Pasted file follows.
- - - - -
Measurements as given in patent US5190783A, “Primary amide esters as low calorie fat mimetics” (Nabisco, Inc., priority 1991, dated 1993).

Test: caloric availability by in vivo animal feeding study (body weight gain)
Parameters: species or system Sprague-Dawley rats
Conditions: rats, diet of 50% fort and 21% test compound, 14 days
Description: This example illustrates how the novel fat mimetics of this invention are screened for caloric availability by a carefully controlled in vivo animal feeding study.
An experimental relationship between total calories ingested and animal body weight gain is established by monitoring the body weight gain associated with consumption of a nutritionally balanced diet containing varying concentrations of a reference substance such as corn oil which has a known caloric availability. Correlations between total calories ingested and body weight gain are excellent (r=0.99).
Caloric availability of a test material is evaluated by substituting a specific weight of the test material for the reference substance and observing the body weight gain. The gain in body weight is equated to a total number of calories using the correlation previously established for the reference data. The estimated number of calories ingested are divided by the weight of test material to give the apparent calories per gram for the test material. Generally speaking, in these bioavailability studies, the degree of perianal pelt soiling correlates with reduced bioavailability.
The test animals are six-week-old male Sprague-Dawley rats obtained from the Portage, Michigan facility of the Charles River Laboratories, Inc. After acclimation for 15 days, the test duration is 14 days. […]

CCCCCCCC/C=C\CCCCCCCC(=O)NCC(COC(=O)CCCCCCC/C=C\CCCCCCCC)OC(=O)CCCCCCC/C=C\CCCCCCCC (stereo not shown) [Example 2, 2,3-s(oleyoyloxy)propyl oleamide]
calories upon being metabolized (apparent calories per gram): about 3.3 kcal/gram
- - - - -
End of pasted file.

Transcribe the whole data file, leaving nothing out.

Measurements as given in patent US5190783A, “Primary amide esters as low calorie fat mimetics” (Nabisco, Inc., priority 1991, dated 1993).

Test: caloric availability by in vivo animal feeding study (body weight gain)
Parameters: species or system Sprague-Dawley rats
Conditions: rats, diet of 50% fort and 21% test compound, 14 days
Description: This example illustrates how the novel fat mimetics of this invention are screened for caloric availability by a carefully controlled in vivo animal feeding study.
An experimental relationship between total calories ingested and animal body weight gain is established by monitoring the body weight gain associated with consumption of a nutritionally balanced diet containing varying concentrations of a reference substance such as corn oil which has a known caloric availability. Correlations between total calories ingested and body weight gain are excellent (r=0.99).
Caloric availability of a test material is evaluated by substituting a specific weight of the test material for the reference substance and observing the body weight gain. The gain in body weight is equated to a total number of calories using the correlation previously established for the reference data. The estimated number of calories ingested are divided by the weight of test material to give the apparent calories per gram for the test material. Generally speaking, in these bioavailability studies, the degree of perianal pelt soiling correlates with reduced bioavailability.
The test animals are six-week-old male Sprague-Dawley rats obtained from the Portage, Michigan facility of the Charles River Laboratories, Inc. After acclimation for 15 days, the test duration is 14 days. […]

CCCCCCCC/C=C\CCCCCCCC(=O)NCC(COC(=O)CCCCCCC/C=C\CCCCCCCC)OC(=O)CCCCCCC/C=C\CCCCCCCC (stereo not shown) [Example 2, 2,3-s(oleyoyloxy)propyl oleamide]
calories upon being metabolized (apparent calories per gram): about 3.3 kcal/gram